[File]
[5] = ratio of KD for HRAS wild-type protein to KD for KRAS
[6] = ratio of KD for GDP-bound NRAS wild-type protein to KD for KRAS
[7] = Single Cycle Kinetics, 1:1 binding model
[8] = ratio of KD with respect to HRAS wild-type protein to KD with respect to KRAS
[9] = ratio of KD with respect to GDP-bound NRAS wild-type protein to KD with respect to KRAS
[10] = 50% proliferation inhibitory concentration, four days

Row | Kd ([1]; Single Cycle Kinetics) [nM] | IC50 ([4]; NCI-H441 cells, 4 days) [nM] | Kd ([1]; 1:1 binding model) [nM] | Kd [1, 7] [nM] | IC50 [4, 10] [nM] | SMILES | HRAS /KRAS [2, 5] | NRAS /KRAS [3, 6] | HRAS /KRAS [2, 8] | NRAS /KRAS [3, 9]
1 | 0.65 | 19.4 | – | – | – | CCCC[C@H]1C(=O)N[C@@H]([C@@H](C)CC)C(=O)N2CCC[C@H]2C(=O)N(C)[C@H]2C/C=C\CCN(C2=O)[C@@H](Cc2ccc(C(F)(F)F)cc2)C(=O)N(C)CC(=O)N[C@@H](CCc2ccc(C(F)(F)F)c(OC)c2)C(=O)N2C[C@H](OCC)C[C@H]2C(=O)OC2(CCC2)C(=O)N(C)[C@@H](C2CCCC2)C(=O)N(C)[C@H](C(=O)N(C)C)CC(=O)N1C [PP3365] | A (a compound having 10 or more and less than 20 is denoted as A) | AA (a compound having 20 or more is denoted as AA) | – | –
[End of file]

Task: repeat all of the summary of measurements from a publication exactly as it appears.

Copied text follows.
[5] = ratio of KD for HRAS wild-type protein to KD for KRAS
[6] = ratio of KD for GDP-bound NRAS wild-type protein to KD for KRAS
[7] = Single Cycle Kinetics, 1:1 binding model
[8] = ratio of KD with respect to HRAS wild-type protein to KD with respect to KRAS
[9] = ratio of KD with respect to GDP-bound NRAS wild-type protein to KD with respect to KRAS
[10] = 50% proliferation inhibitory concentration, four days

Row | Kd ([1]; Single Cycle Kinetics) [nM] | IC50 ([4]; NCI-H441 cells, 4 days) [nM] | Kd ([1]; 1:1 binding model) [nM] | Kd [1, 7] [nM] | IC50 [4, 10] [nM] | SMILES | HRAS /KRAS [2, 5] | NRAS /KRAS [3, 6] | HRAS /KRAS [2, 8] | NRAS /KRAS [3, 9]
1 | 0.65 | 19.4 | – | – | – | CCCC[C@H]1C(=O)N[C@@H]([C@@H](C)CC)C(=O)N2CCC[C@H]2C(=O)N(C)[C@H]2C/C=C\CCN(C2=O)[C@@H](Cc2ccc(C(F)(F)F)cc2)C(=O)N(C)CC(=O)N[C@@H](CCc2ccc(C(F)(F)F)c(OC)c2)C(=O)N2C[C@H](OCC)C[C@H]2C(=O)OC2(CCC2)C(=O)N(C)[C@@H](C2CCCC2)C(=O)N(C)[C@H](C(=O)N(C)C)CC(=O)N1C [PP3365] | A (a compound having 10 or more and less than 20 is denoted as A) | AA (a compound having 20 or more is denoted as AA) | – | –